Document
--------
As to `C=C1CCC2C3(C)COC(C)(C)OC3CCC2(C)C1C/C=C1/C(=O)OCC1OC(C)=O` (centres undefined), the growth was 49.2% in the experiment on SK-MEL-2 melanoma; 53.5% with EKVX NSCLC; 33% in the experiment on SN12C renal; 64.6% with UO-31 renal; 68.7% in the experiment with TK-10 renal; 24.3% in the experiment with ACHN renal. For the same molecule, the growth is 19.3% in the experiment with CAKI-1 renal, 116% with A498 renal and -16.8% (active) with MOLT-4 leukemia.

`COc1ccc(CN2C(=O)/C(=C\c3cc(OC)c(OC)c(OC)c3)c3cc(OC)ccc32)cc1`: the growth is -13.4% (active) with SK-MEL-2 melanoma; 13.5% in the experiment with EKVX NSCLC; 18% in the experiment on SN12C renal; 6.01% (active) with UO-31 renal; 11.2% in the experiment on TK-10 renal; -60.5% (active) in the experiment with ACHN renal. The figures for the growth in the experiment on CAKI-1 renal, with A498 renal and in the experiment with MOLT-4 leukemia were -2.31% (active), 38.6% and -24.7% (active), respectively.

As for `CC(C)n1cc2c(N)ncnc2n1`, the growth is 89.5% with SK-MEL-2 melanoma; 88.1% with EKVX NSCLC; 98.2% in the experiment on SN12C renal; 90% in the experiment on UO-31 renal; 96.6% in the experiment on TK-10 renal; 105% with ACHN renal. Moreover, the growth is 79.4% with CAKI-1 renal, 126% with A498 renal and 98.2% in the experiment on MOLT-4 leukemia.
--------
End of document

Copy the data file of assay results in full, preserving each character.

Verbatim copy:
As to `C=C1CCC2C3(C)COC(C)(C)OC3CCC2(C)C1C/C=C1/C(=O)OCC1OC(C)=O` (centres undefined), the growth was 49.2% in the experiment on SK-MEL-2 melanoma; 53.5% with EKVX NSCLC; 33% in the experiment on SN12C renal; 64.6% with UO-31 renal; 68.7% in the experiment with TK-10 renal; 24.3% in the experiment with ACHN renal. For the same molecule, the growth is 19.3% in the experiment with CAKI-1 renal, 116% with A498 renal and -16.8% (active) with MOLT-4 leukemia.

`COc1ccc(CN2C(=O)/C(=C\c3cc(OC)c(OC)c(OC)c3)c3cc(OC)ccc32)cc1`: the growth is -13.4% (active) with SK-MEL-2 melanoma; 13.5% in the experiment with EKVX NSCLC; 18% in the experiment on SN12C renal; 6.01% (active) with UO-31 renal; 11.2% in the experiment on TK-10 renal; -60.5% (active) in the experiment with ACHN renal. The figures for the growth in the experiment on CAKI-1 renal, with A498 renal and in the experiment with MOLT-4 leukemia were -2.31% (active), 38.6% and -24.7% (active), respectively.

As for `CC(C)n1cc2c(N)ncnc2n1`, the growth is 89.5% with SK-MEL-2 melanoma; 88.1% with EKVX NSCLC; 98.2% in the experiment on SN12C renal; 90% in the experiment on UO-31 renal; 96.6% in the experiment on TK-10 renal; 105% with ACHN renal. Moreover, the growth is 79.4% with CAKI-1 renal, 126% with A498 renal and 98.2% in the experiment on MOLT-4 leukemia.